Carnes then explored the causes of underrepresentation by the working class in politics. His second book, The Cash Ceiling: Why Only the Rich Run for Office—And What We Can Do About It, examines the connection between government and privilege. It argues that workers seldom hold office because the practical burdens associated with running for office make it all but impossible for them to launch campaigns, and the political and civic leaders who could help them usually pass over qualified workers in favor of more familiar white-collar candidates.
Carnes has played a key role in moving the field to take economic inequality seriously as a factor in representative democracy. Noting a void, he co-founded the American Political Science Association Section on Class and Inequality (one of approximately 50 APSA sections). He also founded a class and inequality section within the Midwest Political Science Association.
Carnes is also co-founder of the Research Triangle Chapter of the Scholars Strategy Network (SSN), a fast-growing national association of engaged scholars.
Wood was an AB Duke Scholar at Duke, graduating in 2003, winning both a Gates Cambridge scholarship and the National Science Foundation Graduate Fellowship while at Duke. A math whiz from early on, she started winning national and international mathematics awards in middle school.
At Duke, she won a Faculty Scholars Award, the highest honor bestowed on undergraduates by the faculty. She dove into theater studies, serving as assistant director on "MacBeth," the Duke Players winter show, and producing a musical.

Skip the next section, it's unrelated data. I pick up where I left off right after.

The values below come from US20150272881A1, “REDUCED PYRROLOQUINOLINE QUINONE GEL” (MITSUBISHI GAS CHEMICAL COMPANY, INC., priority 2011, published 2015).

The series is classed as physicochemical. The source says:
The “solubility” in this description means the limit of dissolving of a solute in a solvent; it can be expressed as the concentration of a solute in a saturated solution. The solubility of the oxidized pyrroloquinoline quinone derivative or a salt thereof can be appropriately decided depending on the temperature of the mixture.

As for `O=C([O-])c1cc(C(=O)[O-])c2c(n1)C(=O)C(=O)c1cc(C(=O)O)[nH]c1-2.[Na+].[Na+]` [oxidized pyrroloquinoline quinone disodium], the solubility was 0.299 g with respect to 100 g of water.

But she made her major mark in mathematics, leading Duke to one championship and several top five finishes in the highly challenging Putnam Mathematical Competition. She also was the first American woman and the second woman overall to win the individual Putnam competition, said David Kraines, associate professor emeritus of mathematics who coached the Putnam team when Wood was a student.
Other math faculty members said Wood showed extraordinary initiative and curiosity in her mathematics career at Duke.
“What I found especially impressive was that, when we came across a 'hole' in her undergraduate education,” said Robert Bryant, Phillip Griffiths Professor of Mathematics. “For example, she had never actually seen a proof of the inverse function theorem. When she hit these “holes,” she would ask a bunch of questions, absorb my sketches of the ideas of the proof quickly, and then, the next week, she would know it solid. Needless to say, it was a very interesting experience. I didn't so much teach in the traditional sense of lecturing as talk about the ideas and goals; she pretty much did the rest.
“While it's a pleasure to see how her career continues to develop, I am not at all surprised that she received a Waterman award,” Bryant added.
In winning the Waterman award, Wood is the first woman mathematician to receive the honor. She previously received a National Science Foundation Career Award in 2017. Her research is largely focused on number theory, a theoretical branch that deals with the properties and relationships of numbers.
“My work has shown that by combining perspectives from probability, geometry and topology, we can understand things about how factorization works across different number systems and how number systems can be enlarged by adding in new numbers," Wood said. “Research into foundational questions in mathematics is important because it tells us about our world and about new technologies it may lead to in the future.”
The Waterman Award will be presented during the National Science Board virtual meeting on May 18 and 19. The award, established by Congress in 1975, is named for Alan T. Waterman, the first director of the National Science Foundation.
Nicholas Carnes: Receives NSF award for public policy scholarship